Therefore, IPRT recommends that the proposed review of remission must include:

  1. In-depth analysis of sentencing data, sentencing decisions, and outcomes on release.
  2. A detailed impact assessment of any changes on prison capacity and probation resources.
  3. Obligations on the Prison Service to ensure that all prisoners understand what is required of them under the Prison Rules and the implications of any breaches of Prison Rules, including prisoners with disabilities or for whom English is not their first language.
  4. Equality monitoring of prison regimes including enhanced remission, incentivised regimes, restricted regimes, prison discipline and access to other early release schemes.
  5. Safeguards to ensure decisions are made in an open and transparent manner, full reasons are given for each decision, and decisions are open to appeal.

The Irish Prison Service conducted a review of the use of enhanced remission in 2017, however, this review does not appear to have been published. IPRT looks forward to the publication of the Department of Justice Penal Policy Review, which is now due to be completed and published by the end of the year.

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  • IPRT was responding to the announcement of a review of remission as part of an ongoing Penal Policy Review by Minister of State at the Department of Justice, Hildegarde Naughton TD. See Department of Justice website: (Sunday 10th October)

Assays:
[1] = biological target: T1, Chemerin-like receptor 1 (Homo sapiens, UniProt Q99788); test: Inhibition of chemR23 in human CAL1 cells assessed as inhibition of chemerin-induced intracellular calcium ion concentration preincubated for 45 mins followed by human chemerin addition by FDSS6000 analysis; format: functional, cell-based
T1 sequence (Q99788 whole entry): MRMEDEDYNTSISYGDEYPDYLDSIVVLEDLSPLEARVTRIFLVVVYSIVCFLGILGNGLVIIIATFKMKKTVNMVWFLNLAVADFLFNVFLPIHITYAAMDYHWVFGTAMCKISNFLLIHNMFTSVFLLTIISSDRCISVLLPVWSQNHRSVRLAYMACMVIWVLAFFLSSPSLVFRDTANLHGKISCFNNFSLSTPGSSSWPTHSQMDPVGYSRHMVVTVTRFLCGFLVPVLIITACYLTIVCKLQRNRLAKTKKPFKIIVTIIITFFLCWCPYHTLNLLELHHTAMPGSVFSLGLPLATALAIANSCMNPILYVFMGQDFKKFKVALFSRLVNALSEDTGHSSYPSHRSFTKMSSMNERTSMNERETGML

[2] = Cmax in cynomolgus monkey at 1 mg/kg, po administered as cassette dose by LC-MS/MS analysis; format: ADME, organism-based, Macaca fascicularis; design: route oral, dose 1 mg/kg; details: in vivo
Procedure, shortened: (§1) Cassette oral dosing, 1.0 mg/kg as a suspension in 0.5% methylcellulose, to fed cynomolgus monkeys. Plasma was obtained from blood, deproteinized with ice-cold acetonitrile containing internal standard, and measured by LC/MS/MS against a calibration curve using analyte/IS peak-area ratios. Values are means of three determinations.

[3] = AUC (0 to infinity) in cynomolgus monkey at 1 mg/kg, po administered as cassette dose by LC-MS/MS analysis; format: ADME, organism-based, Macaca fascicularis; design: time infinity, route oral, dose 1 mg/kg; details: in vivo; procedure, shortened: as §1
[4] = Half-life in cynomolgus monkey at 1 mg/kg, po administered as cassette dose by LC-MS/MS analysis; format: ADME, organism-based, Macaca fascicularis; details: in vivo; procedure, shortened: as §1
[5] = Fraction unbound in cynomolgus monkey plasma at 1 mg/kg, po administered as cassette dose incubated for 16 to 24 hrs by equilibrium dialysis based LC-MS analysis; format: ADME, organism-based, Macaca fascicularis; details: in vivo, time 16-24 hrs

• The practice of remission is governed by Rule 59 of the Prison Rules 2007:
  • In 2013, the Oireachtas Sub-committee recommended increasing standard remission from one-quarter to one-third, as well as the introduction of an enhanced remission scheme of up to one-half for certain groups of prisoners (Recommendation 3)
  • The 2014 cross-agency Strategic Review of Penal Policy considered proposals to increase remission in some depth but did not achieve consensus. The final report recommended: “the greater use of structured temporary release. The Group recommends that there should be a consistent and transparent application of provisions, based on fair procedures, permitting offenders to earn remission of up to one third of the sentence imposed if such discretionary remission is to be retained.” (Recommendation 28)
  • The most recent data indicate 20% of all people in prison are held on a restricted regime, locked up in their cells for 19+ hours per day. Data provided by Minister for Justice Helen McEntee TD in March 2021 indicates that 32% of all people in prison custody were on the waiting list for psychology services.
  • The Irish Penal Reform Trust (IPRT) is Ireland's leading non-governmental organisation campaigning for the rights of everyone in prison and the progressive reform of Irish penal policy, with prison as a last resort. See

Respect for rights in the penal system with prison as a last resort.